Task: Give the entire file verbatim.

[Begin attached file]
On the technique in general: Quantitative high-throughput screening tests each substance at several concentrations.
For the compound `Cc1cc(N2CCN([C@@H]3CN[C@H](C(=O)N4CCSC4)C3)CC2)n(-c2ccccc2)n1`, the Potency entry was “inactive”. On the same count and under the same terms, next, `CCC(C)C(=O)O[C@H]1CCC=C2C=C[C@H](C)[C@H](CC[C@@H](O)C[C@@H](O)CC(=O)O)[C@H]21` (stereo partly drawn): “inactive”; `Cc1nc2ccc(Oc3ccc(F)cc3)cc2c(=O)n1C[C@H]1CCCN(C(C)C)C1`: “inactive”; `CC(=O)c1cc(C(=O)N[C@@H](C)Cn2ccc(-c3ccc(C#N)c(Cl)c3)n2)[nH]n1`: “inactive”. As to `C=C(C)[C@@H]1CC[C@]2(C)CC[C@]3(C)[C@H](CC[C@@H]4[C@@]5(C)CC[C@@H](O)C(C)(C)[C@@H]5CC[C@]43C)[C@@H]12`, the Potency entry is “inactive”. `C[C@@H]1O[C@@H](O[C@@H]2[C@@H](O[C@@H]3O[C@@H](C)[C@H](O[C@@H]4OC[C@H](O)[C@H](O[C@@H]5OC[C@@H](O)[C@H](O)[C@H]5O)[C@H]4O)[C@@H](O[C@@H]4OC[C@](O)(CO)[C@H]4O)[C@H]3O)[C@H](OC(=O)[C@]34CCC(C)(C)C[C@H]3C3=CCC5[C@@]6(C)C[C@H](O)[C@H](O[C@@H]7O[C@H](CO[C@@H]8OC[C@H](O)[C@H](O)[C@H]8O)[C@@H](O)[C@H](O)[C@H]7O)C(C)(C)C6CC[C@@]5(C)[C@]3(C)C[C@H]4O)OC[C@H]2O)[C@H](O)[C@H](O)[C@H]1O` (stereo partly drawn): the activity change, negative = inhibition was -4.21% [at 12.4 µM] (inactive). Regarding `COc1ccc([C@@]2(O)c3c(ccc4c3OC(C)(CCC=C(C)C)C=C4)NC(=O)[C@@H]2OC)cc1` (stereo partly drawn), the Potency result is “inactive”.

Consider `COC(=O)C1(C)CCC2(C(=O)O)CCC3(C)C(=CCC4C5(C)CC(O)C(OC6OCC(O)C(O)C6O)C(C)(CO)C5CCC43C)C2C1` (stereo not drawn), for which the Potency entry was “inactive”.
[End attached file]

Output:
On the technique in general: Quantitative high-throughput screening tests each substance at several concentrations.
For the compound `Cc1cc(N2CCN([C@@H]3CN[C@H](C(=O)N4CCSC4)C3)CC2)n(-c2ccccc2)n1`, the Potency entry was “inactive”. On the same count and under the same terms, next, `CCC(C)C(=O)O[C@H]1CCC=C2C=C[C@H](C)[C@H](CC[C@@H](O)C[C@@H](O)CC(=O)O)[C@H]21` (stereo partly drawn): “inactive”; `Cc1nc2ccc(Oc3ccc(F)cc3)cc2c(=O)n1C[C@H]1CCCN(C(C)C)C1`: “inactive”; `CC(=O)c1cc(C(=O)N[C@@H](C)Cn2ccc(-c3ccc(C#N)c(Cl)c3)n2)[nH]n1`: “inactive”. As to `C=C(C)[C@@H]1CC[C@]2(C)CC[C@]3(C)[C@H](CC[C@@H]4[C@@]5(C)CC[C@@H](O)C(C)(C)[C@@H]5CC[C@]43C)[C@@H]12`, the Potency entry is “inactive”. `C[C@@H]1O[C@@H](O[C@@H]2[C@@H](O[C@@H]3O[C@@H](C)[C@H](O[C@@H]4OC[C@H](O)[C@H](O[C@@H]5OC[C@@H](O)[C@H](O)[C@H]5O)[C@H]4O)[C@@H](O[C@@H]4OC[C@](O)(CO)[C@H]4O)[C@H]3O)[C@H](OC(=O)[C@]34CCC(C)(C)C[C@H]3C3=CCC5[C@@]6(C)C[C@H](O)[C@H](O[C@@H]7O[C@H](CO[C@@H]8OC[C@H](O)[C@H](O)[C@H]8O)[C@@H](O)[C@H](O)[C@H]7O)C(C)(C)C6CC[C@@]5(C)[C@]3(C)C[C@H]4O)OC[C@H]2O)[C@H](O)[C@H](O)[C@H]1O` (stereo partly drawn): the activity change, negative = inhibition was -4.21% [at 12.4 µM] (inactive). Regarding `COc1ccc([C@@]2(O)c3c(ccc4c3OC(C)(CCC=C(C)C)C=C4)NC(=O)[C@@H]2OC)cc1` (stereo partly drawn), the Potency result is “inactive”.

Consider `COC(=O)C1(C)CCC2(C(=O)O)CCC3(C)C(=CCC4C5(C)CC(O)C(OC6OCC(O)C(O)C6O)C(C)(CO)C5CCC43C)C2C1` (stereo not drawn), for which the Potency entry was “inactive”.